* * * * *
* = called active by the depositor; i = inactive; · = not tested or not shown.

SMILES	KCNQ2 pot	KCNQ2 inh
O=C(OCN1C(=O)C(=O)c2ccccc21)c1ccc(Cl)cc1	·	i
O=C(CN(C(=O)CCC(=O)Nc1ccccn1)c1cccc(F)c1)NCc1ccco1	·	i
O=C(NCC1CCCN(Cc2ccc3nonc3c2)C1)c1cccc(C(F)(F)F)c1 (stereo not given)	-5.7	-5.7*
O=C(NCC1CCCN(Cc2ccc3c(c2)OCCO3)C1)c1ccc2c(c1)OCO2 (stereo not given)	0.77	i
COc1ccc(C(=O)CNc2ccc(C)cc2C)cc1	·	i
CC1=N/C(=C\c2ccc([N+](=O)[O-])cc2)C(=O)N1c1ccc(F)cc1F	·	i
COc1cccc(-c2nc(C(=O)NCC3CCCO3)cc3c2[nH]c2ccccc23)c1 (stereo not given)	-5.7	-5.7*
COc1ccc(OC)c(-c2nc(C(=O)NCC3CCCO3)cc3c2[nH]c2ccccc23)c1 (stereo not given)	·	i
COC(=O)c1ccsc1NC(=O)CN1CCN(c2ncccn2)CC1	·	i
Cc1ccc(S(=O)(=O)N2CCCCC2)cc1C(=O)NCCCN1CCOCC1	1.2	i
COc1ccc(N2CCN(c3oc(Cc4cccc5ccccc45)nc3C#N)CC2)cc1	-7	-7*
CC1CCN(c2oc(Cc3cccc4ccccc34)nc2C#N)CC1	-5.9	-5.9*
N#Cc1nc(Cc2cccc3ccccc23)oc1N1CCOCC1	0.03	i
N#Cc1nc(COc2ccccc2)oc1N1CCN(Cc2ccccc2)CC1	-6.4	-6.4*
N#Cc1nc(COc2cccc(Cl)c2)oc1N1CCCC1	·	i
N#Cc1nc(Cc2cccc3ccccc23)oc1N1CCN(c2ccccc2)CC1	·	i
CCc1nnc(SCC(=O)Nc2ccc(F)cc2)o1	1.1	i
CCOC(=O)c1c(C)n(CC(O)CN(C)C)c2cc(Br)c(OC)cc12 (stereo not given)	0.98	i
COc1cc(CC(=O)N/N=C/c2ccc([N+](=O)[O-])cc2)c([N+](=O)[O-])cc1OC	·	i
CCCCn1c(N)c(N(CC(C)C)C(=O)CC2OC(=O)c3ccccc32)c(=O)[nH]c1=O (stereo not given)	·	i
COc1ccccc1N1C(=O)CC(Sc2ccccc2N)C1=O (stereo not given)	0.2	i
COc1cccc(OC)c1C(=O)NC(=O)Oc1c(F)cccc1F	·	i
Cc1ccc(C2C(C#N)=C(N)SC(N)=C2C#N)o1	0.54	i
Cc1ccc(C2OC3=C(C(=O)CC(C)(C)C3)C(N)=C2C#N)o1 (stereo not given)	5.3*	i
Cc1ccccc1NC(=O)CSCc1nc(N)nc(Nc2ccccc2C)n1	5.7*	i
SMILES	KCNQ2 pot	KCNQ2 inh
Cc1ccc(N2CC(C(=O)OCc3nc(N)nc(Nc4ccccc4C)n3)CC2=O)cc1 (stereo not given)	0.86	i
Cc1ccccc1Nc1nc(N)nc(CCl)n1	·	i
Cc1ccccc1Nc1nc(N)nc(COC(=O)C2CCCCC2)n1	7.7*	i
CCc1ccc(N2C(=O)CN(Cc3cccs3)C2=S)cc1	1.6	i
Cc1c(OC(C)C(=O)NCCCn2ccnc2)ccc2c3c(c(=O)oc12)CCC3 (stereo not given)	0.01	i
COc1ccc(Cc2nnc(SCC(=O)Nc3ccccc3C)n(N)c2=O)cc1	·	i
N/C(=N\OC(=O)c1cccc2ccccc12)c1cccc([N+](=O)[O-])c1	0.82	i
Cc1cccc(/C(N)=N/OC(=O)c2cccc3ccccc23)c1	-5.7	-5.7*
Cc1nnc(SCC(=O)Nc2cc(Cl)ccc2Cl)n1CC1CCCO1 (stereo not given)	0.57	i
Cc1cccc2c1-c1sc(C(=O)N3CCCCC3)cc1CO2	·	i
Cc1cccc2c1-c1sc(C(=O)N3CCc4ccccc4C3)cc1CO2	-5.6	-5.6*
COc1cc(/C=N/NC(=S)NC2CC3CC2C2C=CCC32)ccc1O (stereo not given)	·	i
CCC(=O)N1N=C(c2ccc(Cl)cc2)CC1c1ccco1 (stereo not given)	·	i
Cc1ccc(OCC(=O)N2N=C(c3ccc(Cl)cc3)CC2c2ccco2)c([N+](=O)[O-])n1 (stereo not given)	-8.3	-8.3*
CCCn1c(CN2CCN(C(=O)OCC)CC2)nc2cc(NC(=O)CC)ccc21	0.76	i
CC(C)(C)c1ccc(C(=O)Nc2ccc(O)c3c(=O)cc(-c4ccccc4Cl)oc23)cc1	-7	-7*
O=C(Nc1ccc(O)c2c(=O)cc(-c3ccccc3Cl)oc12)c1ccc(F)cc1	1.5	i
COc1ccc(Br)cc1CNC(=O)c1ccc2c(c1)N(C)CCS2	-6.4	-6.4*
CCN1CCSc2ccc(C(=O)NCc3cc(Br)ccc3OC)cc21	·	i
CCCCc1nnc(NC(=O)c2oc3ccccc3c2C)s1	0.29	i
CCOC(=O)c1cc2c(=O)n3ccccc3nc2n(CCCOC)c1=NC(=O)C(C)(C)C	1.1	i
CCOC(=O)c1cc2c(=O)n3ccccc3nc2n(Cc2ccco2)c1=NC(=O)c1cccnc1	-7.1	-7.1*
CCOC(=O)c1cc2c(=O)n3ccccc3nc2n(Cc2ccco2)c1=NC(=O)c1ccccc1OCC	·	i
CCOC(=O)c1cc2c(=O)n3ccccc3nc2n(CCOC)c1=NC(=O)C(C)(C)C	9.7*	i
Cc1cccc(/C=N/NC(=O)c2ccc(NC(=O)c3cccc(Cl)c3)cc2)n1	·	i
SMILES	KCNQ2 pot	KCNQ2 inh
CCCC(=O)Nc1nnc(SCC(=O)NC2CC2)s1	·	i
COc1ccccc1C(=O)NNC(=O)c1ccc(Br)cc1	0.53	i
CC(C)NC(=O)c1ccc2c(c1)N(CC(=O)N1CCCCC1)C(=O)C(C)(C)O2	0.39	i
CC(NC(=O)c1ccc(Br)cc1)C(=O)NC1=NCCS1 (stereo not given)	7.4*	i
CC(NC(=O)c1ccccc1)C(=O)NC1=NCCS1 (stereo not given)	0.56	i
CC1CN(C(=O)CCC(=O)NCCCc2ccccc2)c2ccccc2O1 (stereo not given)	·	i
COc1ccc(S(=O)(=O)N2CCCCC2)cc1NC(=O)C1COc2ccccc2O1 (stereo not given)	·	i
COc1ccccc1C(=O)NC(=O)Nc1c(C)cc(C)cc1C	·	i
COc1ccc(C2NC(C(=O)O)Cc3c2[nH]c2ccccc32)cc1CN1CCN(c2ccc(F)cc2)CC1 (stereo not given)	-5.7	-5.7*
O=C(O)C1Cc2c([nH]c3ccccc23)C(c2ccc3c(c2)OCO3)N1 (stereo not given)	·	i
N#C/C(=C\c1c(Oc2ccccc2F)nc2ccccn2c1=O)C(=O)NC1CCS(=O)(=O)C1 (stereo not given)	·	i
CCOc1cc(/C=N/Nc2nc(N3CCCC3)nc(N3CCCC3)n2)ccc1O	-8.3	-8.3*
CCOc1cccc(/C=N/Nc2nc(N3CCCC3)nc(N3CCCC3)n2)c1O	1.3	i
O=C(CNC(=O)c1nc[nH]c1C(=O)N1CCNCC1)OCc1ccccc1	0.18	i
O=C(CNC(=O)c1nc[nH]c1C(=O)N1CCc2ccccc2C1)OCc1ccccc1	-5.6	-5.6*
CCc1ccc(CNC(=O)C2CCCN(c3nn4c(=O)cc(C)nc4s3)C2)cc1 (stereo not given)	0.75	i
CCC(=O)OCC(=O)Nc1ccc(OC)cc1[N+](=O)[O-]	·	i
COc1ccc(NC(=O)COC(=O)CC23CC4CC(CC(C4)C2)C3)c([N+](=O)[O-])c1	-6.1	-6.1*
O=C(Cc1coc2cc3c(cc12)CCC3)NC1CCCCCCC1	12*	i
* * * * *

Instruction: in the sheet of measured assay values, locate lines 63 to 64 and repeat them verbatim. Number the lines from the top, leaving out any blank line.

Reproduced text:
COc1ccc(C2NC(C(=O)O)Cc3c2[nH]c2ccccc32)cc1CN1CCN(c2ccc(F)cc2)CC1 (stereo not given)	-5.7	-5.7*
O=C(O)C1Cc2c([nH]c3ccccc23)C(c2ccc3c(c2)OCO3)N1 (stereo not given)	·	i